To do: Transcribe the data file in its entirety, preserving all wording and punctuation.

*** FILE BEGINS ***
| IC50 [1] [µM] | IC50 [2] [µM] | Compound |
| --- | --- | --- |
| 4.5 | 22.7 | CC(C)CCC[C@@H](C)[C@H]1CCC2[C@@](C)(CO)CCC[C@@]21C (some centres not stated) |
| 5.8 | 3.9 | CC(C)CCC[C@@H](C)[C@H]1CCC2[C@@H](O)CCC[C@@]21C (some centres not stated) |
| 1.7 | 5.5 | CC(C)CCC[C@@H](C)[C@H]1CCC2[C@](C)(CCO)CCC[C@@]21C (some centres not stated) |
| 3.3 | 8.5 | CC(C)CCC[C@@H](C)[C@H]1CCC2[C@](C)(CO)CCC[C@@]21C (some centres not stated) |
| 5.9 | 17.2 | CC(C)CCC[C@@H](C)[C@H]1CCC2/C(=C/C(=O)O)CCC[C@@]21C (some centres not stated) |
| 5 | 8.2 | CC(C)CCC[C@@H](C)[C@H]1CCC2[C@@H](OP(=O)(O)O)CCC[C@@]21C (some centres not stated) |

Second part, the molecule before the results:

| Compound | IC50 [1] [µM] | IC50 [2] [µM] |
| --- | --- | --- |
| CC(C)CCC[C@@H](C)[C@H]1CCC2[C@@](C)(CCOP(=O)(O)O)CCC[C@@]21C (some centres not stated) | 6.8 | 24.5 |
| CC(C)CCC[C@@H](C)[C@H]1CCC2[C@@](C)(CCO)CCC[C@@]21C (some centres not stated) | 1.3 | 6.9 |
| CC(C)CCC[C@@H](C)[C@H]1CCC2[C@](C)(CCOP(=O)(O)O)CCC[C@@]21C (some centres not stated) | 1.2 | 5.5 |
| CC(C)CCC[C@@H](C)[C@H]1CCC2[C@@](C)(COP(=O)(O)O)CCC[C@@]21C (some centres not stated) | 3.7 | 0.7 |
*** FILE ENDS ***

| IC50 [1] [µM] | IC50 [2] [µM] | Compound |
| --- | --- | --- |
| 4.5 | 22.7 | CC(C)CCC[C@@H](C)[C@H]1CCC2[C@@](C)(CO)CCC[C@@]21C (some centres not stated) |
| 5.8 | 3.9 | CC(C)CCC[C@@H](C)[C@H]1CCC2[C@@H](O)CCC[C@@]21C (some centres not stated) |
| 1.7 | 5.5 | CC(C)CCC[C@@H](C)[C@H]1CCC2[C@](C)(CCO)CCC[C@@]21C (some centres not stated) |
| 3.3 | 8.5 | CC(C)CCC[C@@H](C)[C@H]1CCC2[C@](C)(CO)CCC[C@@]21C (some centres not stated) |
| 5.9 | 17.2 | CC(C)CCC[C@@H](C)[C@H]1CCC2/C(=C/C(=O)O)CCC[C@@]21C (some centres not stated) |
| 5 | 8.2 | CC(C)CCC[C@@H](C)[C@H]1CCC2[C@@H](OP(=O)(O)O)CCC[C@@]21C (some centres not stated) |

Second part, the molecule before the results:

| Compound | IC50 [1] [µM] | IC50 [2] [µM] |
| --- | --- | --- |
| CC(C)CCC[C@@H](C)[C@H]1CCC2[C@@](C)(CCOP(=O)(O)O)CCC[C@@]21C (some centres not stated) | 6.8 | 24.5 |
| CC(C)CCC[C@@H](C)[C@H]1CCC2[C@@](C)(CCO)CCC[C@@]21C (some centres not stated) | 1.3 | 6.9 |
| CC(C)CCC[C@@H](C)[C@H]1CCC2[C@](C)(CCOP(=O)(O)O)CCC[C@@]21C (some centres not stated) | 1.2 | 5.5 |
| CC(C)CCC[C@@H](C)[C@H]1CCC2[C@@](C)(COP(=O)(O)O)CCC[C@@]21C (some centres not stated) | 3.7 | 0.7 |